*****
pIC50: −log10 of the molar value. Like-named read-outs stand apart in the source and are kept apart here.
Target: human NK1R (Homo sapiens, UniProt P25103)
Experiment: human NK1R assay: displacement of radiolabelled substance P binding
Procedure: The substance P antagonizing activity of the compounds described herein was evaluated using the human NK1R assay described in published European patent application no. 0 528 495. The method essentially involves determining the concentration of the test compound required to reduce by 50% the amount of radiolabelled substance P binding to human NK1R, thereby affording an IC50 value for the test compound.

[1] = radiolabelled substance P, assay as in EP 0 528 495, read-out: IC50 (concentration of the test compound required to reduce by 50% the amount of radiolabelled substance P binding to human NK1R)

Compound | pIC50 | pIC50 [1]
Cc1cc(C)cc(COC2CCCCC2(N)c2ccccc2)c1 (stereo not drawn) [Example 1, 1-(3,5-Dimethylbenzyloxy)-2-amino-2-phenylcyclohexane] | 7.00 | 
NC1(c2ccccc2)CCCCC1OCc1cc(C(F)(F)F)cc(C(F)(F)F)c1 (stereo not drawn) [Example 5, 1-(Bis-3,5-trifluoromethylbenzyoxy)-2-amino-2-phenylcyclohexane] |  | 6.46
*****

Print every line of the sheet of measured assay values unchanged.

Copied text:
pIC50: −log10 of the molar value. Like-named read-outs stand apart in the source and are kept apart here.
Target: human NK1R (Homo sapiens, UniProt P25103)
Experiment: human NK1R assay: displacement of radiolabelled substance P binding
Procedure: The substance P antagonizing activity of the compounds described herein was evaluated using the human NK1R assay described in published European patent application no. 0 528 495. The method essentially involves determining the concentration of the test compound required to reduce by 50% the amount of radiolabelled substance P binding to human NK1R, thereby affording an IC50 value for the test compound.

[1] = radiolabelled substance P, assay as in EP 0 528 495, read-out: IC50 (concentration of the test compound required to reduce by 50% the amount of radiolabelled substance P binding to human NK1R)

Compound | pIC50 | pIC50 [1]
Cc1cc(C)cc(COC2CCCCC2(N)c2ccccc2)c1 (stereo not drawn) [Example 1, 1-(3,5-Dimethylbenzyloxy)-2-amino-2-phenylcyclohexane] | 7.00 | 
NC1(c2ccccc2)CCCCC1OCc1cc(C(F)(F)F)cc(C(F)(F)F)c1 (stereo not drawn) [Example 5, 1-(Bis-3,5-trifluoromethylbenzyoxy)-2-amino-2-phenylcyclohexane] |  | 6.46